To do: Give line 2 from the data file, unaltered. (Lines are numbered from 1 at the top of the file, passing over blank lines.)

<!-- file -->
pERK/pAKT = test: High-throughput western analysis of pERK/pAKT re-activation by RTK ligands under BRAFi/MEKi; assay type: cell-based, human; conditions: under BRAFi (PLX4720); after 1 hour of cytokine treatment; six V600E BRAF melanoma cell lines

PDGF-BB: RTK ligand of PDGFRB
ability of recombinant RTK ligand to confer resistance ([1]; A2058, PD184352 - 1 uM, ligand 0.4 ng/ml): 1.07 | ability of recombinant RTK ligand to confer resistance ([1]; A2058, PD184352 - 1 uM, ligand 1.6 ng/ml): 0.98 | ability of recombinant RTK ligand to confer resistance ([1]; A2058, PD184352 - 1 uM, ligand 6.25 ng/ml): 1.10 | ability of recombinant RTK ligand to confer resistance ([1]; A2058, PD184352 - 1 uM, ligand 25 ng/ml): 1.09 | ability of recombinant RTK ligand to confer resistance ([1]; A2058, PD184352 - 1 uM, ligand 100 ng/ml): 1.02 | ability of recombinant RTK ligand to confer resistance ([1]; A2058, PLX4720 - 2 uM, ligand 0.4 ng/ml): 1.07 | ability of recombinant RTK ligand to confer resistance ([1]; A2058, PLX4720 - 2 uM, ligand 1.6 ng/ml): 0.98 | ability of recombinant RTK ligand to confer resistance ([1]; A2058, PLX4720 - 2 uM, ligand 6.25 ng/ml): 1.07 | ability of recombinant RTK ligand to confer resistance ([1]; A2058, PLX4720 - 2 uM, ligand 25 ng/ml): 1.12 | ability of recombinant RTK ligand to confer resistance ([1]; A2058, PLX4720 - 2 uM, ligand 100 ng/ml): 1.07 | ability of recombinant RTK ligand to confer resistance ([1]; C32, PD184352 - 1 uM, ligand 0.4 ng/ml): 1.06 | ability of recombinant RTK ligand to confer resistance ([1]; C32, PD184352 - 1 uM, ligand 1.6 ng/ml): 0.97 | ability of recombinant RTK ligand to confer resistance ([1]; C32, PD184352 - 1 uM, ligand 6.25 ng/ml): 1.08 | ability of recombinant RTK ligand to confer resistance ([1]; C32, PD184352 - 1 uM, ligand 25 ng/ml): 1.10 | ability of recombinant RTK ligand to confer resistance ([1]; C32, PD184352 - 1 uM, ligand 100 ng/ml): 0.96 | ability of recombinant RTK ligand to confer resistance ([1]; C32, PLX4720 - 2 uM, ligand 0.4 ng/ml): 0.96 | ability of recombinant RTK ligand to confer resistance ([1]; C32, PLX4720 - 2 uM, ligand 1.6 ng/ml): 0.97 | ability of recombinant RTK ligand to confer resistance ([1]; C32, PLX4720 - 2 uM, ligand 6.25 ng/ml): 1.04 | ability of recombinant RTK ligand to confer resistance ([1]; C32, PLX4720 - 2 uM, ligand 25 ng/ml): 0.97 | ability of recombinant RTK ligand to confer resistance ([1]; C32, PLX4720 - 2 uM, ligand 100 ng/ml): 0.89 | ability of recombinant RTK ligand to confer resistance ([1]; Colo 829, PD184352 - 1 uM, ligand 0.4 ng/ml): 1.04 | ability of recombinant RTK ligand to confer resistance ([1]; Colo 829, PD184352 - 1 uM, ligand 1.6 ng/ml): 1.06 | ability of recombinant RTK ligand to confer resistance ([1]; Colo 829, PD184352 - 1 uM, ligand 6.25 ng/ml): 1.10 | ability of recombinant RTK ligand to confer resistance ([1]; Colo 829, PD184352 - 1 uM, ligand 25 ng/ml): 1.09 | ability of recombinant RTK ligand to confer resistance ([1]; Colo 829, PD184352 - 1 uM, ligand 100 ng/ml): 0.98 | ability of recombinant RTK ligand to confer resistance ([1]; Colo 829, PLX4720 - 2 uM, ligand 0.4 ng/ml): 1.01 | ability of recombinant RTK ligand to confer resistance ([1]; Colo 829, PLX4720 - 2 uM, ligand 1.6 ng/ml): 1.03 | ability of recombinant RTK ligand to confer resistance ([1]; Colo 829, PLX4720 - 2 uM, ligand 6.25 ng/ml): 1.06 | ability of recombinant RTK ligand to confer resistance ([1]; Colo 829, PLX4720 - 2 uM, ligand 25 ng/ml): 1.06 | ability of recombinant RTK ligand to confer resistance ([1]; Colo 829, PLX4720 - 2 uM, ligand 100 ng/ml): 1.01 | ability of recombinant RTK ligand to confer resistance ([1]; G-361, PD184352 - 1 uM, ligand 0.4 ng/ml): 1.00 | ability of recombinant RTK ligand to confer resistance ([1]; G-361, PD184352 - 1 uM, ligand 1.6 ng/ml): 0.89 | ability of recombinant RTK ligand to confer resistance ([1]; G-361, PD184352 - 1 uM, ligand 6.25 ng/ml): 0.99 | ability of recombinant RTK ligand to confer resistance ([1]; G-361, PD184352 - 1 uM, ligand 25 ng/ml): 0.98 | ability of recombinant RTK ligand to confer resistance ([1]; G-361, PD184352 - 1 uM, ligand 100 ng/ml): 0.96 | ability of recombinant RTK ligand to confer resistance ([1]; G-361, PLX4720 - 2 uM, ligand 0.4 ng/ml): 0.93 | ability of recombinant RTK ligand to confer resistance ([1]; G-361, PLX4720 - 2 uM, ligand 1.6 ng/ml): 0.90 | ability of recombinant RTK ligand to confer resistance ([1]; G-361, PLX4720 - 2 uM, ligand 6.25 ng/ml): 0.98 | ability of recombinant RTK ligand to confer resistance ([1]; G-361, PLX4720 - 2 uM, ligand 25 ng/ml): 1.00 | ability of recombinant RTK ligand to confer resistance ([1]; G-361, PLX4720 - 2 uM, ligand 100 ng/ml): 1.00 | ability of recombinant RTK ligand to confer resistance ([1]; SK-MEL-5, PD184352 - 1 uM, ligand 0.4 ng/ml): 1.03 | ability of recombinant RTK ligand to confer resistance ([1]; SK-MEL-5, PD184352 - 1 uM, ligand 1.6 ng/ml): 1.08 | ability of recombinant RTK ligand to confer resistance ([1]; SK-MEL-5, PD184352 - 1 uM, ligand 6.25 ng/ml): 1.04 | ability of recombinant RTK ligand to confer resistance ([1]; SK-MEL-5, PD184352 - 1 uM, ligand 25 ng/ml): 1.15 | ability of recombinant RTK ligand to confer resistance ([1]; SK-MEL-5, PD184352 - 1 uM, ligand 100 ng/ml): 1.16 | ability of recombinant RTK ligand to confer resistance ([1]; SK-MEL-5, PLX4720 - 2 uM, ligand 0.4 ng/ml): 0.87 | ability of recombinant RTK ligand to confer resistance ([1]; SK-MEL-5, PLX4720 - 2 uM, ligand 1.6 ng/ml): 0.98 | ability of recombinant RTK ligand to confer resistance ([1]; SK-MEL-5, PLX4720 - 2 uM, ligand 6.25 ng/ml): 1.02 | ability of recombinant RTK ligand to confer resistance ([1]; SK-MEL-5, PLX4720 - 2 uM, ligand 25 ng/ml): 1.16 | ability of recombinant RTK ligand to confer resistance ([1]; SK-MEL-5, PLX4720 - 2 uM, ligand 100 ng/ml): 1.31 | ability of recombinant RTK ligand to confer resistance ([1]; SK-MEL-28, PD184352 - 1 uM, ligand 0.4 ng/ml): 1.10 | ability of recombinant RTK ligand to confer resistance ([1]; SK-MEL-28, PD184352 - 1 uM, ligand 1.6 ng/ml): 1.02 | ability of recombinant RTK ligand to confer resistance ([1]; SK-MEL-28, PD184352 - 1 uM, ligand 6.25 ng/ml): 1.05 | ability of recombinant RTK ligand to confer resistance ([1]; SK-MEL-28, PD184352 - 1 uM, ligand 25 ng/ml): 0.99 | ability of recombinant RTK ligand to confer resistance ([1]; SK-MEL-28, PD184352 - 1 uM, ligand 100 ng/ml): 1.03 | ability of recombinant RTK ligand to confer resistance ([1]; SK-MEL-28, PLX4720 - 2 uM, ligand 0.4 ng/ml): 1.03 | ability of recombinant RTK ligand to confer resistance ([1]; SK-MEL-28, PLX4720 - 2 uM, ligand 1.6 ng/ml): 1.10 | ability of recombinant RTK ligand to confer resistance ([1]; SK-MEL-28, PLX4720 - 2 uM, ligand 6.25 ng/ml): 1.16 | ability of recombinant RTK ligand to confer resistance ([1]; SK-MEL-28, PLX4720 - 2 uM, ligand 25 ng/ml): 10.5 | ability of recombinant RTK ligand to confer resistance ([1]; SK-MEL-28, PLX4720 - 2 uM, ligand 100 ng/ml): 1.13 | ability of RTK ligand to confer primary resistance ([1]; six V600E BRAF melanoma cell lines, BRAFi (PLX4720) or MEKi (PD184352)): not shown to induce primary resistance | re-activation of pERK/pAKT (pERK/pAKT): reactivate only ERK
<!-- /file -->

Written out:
PDGF-BB: RTK ligand of PDGFRB